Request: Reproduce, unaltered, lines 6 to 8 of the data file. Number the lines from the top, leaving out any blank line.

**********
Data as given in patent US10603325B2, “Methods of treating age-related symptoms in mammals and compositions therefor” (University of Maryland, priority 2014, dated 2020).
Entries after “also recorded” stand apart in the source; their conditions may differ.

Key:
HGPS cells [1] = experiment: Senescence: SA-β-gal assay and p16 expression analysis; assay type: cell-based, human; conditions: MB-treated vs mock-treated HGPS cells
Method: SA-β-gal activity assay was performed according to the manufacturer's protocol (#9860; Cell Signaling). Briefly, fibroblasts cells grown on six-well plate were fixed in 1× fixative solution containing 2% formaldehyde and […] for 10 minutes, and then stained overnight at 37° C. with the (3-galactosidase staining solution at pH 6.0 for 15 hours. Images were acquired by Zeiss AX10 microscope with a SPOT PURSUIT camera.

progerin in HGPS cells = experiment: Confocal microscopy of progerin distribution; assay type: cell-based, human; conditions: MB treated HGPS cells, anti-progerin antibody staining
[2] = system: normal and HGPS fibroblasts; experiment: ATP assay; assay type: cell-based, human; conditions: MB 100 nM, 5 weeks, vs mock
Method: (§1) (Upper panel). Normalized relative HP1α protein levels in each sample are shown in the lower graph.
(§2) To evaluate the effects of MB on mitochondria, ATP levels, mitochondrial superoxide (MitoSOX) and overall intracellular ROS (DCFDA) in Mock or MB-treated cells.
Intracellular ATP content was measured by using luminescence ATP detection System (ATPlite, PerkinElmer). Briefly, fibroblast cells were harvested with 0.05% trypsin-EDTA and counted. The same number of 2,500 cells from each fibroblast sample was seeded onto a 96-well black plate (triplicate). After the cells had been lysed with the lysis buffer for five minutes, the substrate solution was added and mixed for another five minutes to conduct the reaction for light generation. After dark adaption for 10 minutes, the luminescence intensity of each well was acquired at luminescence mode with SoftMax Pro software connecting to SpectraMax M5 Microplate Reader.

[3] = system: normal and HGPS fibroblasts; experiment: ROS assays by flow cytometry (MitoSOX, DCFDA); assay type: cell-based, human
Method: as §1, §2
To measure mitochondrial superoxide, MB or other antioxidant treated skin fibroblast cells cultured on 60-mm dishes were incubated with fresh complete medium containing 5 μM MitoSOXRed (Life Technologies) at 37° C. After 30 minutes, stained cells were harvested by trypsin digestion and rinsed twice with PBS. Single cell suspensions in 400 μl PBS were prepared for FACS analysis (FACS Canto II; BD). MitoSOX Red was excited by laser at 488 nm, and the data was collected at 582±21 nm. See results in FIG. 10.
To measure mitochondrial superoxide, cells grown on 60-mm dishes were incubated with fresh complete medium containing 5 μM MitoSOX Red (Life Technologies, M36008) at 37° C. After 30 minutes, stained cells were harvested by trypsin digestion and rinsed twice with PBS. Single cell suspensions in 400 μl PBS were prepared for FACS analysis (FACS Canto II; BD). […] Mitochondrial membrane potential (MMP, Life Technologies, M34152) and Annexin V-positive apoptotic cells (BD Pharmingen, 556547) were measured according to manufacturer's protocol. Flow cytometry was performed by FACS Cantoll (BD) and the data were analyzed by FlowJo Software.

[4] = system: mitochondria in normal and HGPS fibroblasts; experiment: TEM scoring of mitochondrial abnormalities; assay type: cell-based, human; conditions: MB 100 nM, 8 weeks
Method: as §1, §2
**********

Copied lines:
progerin in HGPS cells = experiment: Confocal microscopy of progerin distribution; assay type: cell-based, human; conditions: MB treated HGPS cells, anti-progerin antibody staining
[2] = system: normal and HGPS fibroblasts; experiment: ATP assay; assay type: cell-based, human; conditions: MB 100 nM, 5 weeks, vs mock
Method: (§1) (Upper panel). Normalized relative HP1α protein levels in each sample are shown in the lower graph.